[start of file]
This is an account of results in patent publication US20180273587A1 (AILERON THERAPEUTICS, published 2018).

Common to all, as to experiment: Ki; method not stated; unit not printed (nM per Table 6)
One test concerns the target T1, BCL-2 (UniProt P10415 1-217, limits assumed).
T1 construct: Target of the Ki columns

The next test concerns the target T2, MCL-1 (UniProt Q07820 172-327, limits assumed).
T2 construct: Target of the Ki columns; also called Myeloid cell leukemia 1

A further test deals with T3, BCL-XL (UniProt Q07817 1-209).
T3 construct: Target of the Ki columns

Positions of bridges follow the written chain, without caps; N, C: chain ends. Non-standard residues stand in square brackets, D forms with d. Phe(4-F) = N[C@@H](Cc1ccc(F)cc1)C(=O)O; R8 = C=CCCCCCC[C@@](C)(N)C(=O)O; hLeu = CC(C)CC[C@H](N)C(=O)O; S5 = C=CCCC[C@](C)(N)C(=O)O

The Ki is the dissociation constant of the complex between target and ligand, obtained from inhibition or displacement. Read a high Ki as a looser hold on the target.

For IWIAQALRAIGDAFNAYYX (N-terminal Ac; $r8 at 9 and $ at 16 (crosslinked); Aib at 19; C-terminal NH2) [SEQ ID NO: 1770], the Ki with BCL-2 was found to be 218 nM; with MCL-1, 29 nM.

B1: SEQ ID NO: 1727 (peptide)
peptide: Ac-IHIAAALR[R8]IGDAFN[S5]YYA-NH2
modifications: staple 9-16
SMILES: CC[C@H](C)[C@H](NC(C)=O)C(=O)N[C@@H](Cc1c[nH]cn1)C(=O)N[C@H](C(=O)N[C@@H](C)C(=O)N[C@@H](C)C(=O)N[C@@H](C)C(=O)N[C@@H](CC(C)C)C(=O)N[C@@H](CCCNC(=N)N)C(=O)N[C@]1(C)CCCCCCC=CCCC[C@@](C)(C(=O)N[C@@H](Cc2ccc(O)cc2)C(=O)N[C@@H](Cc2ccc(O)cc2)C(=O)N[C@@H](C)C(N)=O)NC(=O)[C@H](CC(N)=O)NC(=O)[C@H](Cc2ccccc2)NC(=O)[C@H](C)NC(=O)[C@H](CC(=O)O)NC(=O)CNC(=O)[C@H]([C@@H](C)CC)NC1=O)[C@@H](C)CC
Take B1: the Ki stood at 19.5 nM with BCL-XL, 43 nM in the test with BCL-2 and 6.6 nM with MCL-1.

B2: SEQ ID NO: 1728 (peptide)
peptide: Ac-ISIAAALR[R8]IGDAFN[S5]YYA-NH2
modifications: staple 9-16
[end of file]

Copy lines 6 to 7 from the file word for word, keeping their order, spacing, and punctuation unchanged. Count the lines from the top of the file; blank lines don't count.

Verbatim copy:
T2 construct: Target of the Ki columns; also called Myeloid cell leukemia 1

A further test deals with T3, BCL-XL (UniProt Q07817 1-209).